Grant
Agency: European Commission | Branch: H2020 | Program: ERC-STG | Phase: ERC-2016-STG | Award Amount: 1.50M | Year: 2017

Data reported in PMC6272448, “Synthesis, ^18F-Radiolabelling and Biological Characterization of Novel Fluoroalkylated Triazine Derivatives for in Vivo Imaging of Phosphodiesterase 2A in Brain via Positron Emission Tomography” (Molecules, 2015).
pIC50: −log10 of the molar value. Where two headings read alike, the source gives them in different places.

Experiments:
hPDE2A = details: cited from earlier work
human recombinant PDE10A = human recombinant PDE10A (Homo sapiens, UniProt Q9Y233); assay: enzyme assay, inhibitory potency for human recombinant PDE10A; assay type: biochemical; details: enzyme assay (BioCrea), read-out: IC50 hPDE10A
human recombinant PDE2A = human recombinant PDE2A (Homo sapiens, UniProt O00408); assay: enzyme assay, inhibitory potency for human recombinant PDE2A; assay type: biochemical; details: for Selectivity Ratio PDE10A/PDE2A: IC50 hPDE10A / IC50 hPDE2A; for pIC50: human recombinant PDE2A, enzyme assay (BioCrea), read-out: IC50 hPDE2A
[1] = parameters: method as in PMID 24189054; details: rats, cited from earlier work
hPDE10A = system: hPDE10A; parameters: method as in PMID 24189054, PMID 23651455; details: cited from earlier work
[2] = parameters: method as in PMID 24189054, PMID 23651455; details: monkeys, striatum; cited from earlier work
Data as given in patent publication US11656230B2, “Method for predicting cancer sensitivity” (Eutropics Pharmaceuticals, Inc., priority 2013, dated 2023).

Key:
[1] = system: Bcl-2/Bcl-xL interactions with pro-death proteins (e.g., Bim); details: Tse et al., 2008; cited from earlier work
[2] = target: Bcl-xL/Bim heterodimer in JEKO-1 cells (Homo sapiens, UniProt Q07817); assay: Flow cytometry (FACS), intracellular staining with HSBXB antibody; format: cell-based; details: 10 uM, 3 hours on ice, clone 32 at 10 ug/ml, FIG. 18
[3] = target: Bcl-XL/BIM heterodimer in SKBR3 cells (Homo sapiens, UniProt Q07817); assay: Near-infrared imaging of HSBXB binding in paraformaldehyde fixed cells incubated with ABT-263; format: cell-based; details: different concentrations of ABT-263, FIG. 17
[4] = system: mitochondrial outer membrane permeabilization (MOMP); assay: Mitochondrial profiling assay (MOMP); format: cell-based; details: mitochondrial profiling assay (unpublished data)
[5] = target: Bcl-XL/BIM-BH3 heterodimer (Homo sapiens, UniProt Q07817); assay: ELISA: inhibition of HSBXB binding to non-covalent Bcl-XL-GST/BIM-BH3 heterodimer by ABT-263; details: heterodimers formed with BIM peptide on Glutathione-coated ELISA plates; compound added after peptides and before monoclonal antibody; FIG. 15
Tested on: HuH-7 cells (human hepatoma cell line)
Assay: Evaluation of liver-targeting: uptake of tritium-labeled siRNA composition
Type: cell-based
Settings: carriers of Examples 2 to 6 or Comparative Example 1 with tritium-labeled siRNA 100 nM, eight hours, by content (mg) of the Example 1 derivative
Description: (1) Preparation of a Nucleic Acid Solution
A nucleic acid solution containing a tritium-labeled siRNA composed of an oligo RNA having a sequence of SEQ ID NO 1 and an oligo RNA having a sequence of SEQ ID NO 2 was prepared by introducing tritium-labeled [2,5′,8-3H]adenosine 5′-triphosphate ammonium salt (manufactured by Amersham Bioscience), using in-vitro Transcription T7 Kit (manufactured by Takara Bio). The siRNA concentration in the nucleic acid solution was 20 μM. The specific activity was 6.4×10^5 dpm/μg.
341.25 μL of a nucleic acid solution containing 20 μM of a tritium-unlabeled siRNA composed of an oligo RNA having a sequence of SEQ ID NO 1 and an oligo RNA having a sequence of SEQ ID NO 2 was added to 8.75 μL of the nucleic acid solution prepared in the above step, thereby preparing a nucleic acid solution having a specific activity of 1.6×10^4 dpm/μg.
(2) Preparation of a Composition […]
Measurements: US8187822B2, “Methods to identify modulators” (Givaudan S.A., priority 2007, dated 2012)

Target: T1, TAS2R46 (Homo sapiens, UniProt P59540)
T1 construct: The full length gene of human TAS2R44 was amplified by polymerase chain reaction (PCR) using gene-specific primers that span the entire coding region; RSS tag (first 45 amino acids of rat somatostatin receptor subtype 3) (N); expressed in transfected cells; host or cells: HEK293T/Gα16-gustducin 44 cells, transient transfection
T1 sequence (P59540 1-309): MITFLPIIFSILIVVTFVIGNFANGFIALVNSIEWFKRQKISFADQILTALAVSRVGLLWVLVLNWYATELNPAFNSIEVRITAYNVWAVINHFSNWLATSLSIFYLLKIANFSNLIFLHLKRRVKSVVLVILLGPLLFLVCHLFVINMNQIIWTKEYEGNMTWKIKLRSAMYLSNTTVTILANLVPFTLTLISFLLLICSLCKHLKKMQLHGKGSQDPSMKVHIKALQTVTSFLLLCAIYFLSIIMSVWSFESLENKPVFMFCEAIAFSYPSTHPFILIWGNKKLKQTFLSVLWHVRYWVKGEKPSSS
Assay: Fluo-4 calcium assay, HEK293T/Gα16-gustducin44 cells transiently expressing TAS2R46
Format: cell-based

In this project we revise the foundations of parameterized complexity, a modern multi-variate approach to algorithm design. The underlying question of every algorithmic paradigm is ``what is the best algorithm? When the running time of algorithms is measured in terms of only one variable, it is easy to compare which one is the fastest. However, when the running time depends on more than one variable, as is the case for parameterized complexity: **It is not clear what a fastest possible algorithm really means.** The previous formalizations of what a fastest possible parameterized algorithm means are one-dimensional, contrary to the core philosophy of parameterized complexity. These one-dimensional approaches to a multi-dimensional algorithmic paradigm unavoidably miss the most efficient algorithms, and ultimately fail to solve instances that we could have solved. We propose the first truly multi-dimensional framework for comparing the running times of parameterized algorithms. Our new definitions are based on the notion of Pareto-optimality from economics. The new approach encompasses all existing paradigms for comparing parameterized algorithms, opens up a whole new world of research directions in parameterized complexity, and reveals new fundamental questions about parameterized problems that were considered well-understood. In this project we will develop powerful algorithmic and complexity theoretic tools to answer these research questions. The successful completion of this project will take parameterized complexity far beyond the state of the art, make parameterized algorithms more relevant for practical applications, and significantly advance adjacent subfields of theoretical computer science and mathematics.